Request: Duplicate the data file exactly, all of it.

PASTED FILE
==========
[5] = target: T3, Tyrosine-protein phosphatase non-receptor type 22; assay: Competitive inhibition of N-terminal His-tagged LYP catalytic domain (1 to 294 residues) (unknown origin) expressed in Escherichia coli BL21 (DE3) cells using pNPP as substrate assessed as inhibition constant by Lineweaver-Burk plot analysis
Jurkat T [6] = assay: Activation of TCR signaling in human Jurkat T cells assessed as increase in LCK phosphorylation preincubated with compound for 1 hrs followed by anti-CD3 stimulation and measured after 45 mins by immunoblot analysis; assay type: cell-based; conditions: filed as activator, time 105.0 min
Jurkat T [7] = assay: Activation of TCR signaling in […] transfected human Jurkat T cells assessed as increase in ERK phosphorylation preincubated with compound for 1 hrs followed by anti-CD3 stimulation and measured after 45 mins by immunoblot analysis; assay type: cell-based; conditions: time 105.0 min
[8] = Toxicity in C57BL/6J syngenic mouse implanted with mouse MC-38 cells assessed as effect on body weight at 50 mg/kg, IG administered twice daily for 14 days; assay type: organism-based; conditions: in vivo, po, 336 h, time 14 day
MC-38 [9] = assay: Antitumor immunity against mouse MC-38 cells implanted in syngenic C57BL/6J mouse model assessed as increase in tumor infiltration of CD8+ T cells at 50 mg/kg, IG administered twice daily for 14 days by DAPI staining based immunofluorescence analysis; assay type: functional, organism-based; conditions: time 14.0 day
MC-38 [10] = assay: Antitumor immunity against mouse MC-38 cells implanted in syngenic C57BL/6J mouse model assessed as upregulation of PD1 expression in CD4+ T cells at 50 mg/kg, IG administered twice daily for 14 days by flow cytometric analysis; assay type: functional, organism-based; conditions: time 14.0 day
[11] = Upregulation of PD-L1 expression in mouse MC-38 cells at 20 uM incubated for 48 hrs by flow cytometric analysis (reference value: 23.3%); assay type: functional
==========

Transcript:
[5] = target: T3, Tyrosine-protein phosphatase non-receptor type 22; assay: Competitive inhibition of N-terminal His-tagged LYP catalytic domain (1 to 294 residues) (unknown origin) expressed in Escherichia coli BL21 (DE3) cells using pNPP as substrate assessed as inhibition constant by Lineweaver-Burk plot analysis
Jurkat T [6] = assay: Activation of TCR signaling in human Jurkat T cells assessed as increase in LCK phosphorylation preincubated with compound for 1 hrs followed by anti-CD3 stimulation and measured after 45 mins by immunoblot analysis; assay type: cell-based; conditions: filed as activator, time 105.0 min
Jurkat T [7] = assay: Activation of TCR signaling in […] transfected human Jurkat T cells assessed as increase in ERK phosphorylation preincubated with compound for 1 hrs followed by anti-CD3 stimulation and measured after 45 mins by immunoblot analysis; assay type: cell-based; conditions: time 105.0 min
[8] = Toxicity in C57BL/6J syngenic mouse implanted with mouse MC-38 cells assessed as effect on body weight at 50 mg/kg, IG administered twice daily for 14 days; assay type: organism-based; conditions: in vivo, po, 336 h, time 14 day
MC-38 [9] = assay: Antitumor immunity against mouse MC-38 cells implanted in syngenic C57BL/6J mouse model assessed as increase in tumor infiltration of CD8+ T cells at 50 mg/kg, IG administered twice daily for 14 days by DAPI staining based immunofluorescence analysis; assay type: functional, organism-based; conditions: time 14.0 day
MC-38 [10] = assay: Antitumor immunity against mouse MC-38 cells implanted in syngenic C57BL/6J mouse model assessed as upregulation of PD1 expression in CD4+ T cells at 50 mg/kg, IG administered twice daily for 14 days by flow cytometric analysis; assay type: functional, organism-based; conditions: time 14.0 day
[11] = Upregulation of PD-L1 expression in mouse MC-38 cells at 20 uM incubated for 48 hrs by flow cytometric analysis (reference value: 23.3%); assay type: functional